Protection Against Ransomware, CryptoLocker, Trojans and Viruses
In this article we describe how to protect against ransomware, CryptoLocker, Trojans, viruses, and other forms of digital vandalism.
How to Protect Your Data Against Attacks
Depending how your infrastructure is set up and what kind of virus strikes you may be able to recover from it; however, having a server backup is usually not enough because ransomware maliciously scans all drives and network shares it can find and encrypts each file with a random password. Unfortunately if the ransomware or CryptoLocker virus has access to your backup files, those will also no longer work to recover your data!
The main issue is that there is no way to truly write-protect files when the system actually has write access to them. For that reason there are two main prevention techniques: make access physically impossible (preferred but requires manual labor), and less effective, prevent certain types of ransomware attacks by isolation.
We recommend the following practices to protect against ransomware, trojans, intruders, and other forms of digital vandalism. The only real protection is strategic prevention, in the form of a good server and PC backup.
The Gold Standard Against Ransomware Attacks
The best “gold standard” strategy practiced by many of our users, in addition to other types of backups, is physical isolation and duplication:
First, create a backup task that rotates at least two external drive targets. Many users opt for one drive for each workday. The external drive must be electronically disconnected when the backup has finished. Also, all other external drives that are part of the rotation should not be connected permanently to the server; just one drive at a time. This practice ensures you have a physically detached and 100% isolated backup medium that is protected from manipulation. If all drives are permanently attached, you basically provide the attacker (or ransomware) with simultaneous access to all your backups.
In BackupChain’s File Types screen, the column ‘delayed deletion’ should be set to ‘never’ (default) or a reasonably long period of time to give you enough time to react; otherwise, BackupChain would eventually delete the original file from the backup media when the time limit specified in ‘delayed deletion’ has passed. Likewise, do not use short ‘retention period’ settings as they can also lead to total loss after the period passes.
Note that this strategy also protects against theft, bit rot, media failure, vandalism, electrical issues, disk and file system corruption.
Silver Standard Protection
Next best, prevent within reasonable limits how ransomware accesses backups and other important network information:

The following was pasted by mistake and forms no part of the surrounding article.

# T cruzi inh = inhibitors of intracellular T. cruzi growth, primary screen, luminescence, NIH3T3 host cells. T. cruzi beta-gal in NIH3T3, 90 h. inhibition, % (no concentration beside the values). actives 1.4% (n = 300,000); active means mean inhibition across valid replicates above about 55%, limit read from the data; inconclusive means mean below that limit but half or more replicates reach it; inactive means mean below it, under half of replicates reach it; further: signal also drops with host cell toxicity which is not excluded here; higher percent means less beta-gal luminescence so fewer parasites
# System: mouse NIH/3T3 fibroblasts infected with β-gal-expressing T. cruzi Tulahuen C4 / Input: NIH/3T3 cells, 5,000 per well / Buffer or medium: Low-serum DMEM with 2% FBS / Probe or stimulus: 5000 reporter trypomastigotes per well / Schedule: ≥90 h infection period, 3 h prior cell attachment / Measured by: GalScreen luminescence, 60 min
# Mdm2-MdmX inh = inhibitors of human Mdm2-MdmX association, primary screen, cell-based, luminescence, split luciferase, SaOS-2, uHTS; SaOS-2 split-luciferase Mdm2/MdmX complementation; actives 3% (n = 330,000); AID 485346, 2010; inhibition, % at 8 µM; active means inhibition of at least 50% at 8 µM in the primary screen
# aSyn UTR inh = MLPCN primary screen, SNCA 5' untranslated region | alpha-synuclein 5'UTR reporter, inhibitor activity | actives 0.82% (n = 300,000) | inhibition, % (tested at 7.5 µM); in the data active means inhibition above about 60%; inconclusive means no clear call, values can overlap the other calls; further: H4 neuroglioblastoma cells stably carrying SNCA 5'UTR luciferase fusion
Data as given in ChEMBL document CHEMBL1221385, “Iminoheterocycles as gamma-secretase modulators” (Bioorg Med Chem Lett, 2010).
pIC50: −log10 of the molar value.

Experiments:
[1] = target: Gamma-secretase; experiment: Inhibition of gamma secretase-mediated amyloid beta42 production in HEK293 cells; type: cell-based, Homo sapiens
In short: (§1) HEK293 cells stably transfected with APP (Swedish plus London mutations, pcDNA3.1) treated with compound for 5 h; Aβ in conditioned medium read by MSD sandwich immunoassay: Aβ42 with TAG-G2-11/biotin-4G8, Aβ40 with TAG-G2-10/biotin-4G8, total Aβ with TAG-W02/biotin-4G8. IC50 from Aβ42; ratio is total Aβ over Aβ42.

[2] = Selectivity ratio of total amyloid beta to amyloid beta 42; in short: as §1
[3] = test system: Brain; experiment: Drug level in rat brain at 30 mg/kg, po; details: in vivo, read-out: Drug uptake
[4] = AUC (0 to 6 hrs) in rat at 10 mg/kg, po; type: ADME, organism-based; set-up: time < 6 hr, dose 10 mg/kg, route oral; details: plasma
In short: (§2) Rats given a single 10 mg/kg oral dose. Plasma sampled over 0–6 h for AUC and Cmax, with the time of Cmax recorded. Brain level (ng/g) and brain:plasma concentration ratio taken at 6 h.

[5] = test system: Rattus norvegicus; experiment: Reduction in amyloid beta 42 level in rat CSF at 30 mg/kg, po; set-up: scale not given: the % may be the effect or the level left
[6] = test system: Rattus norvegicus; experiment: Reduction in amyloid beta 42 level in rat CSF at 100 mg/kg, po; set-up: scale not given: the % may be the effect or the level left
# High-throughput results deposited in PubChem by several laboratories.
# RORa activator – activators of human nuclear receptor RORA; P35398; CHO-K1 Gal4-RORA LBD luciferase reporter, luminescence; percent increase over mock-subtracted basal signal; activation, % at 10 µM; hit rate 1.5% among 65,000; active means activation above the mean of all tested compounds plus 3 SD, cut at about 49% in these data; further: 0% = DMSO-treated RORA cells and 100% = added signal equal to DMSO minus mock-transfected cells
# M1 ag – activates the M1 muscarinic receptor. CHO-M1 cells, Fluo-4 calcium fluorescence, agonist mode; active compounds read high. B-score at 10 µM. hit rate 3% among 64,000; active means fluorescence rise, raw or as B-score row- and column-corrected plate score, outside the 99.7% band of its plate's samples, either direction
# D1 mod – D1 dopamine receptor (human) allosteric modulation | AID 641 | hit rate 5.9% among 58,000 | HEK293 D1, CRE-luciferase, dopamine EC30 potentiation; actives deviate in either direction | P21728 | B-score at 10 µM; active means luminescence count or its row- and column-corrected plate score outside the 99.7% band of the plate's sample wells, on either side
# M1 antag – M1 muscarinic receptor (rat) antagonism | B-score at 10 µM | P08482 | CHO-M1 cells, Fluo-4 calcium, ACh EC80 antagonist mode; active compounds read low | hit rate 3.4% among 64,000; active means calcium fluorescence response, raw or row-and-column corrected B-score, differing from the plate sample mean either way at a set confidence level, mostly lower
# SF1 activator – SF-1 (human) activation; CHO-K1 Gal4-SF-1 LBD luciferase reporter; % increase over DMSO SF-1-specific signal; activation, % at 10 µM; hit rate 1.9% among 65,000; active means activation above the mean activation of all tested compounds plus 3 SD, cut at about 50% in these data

First, use a dedicated BackupChain user account to access network target shares. Hint: access network shares in BackupChain via IP address instead of network name to prevent name clashes when other user sessions access the same network server. Second, switch the Log On settings of BackupChain Service to use a dedicated BackupChain user account (domain admin + fixed password) instead of ‘local system’. By doing this, BackupChain runs in its own isolated user session and network shares aren’t accessible from the system user session or other sessions.
Furthermore, it’s beneficial to set up the network share such that only the BackupChain user has access. If you have more than one servers backing up to the same network server or NAS, place each backup client in its own network share when backing up to a NAS so that if one server gets infected, the other server’s data remains intact. Taking this idea to the next level, you could also replicate to several NAS via multiple backup tasks, in case a NAS becomes infected or ransomware somehow manages to get access to it.
It makes sense to lock down NAS servers to prevent access by other users and to use firewalls even for internal networks. Apart from backing up to targets on the network, consider adding cloud backup, which is also isolated from ransomware access.
The BackupChain Advantage
BackupChain has helped many companies to successfully recover from ransomware attacks. Its file versioning backup feature creates a backup history you can rely on and fine-tune to suit your organization’s needs. In the case of a ransomware attack, you can revert your file server structure back to how it was before the attack by recovering a known restore point and BackupChain takes care of the rest.
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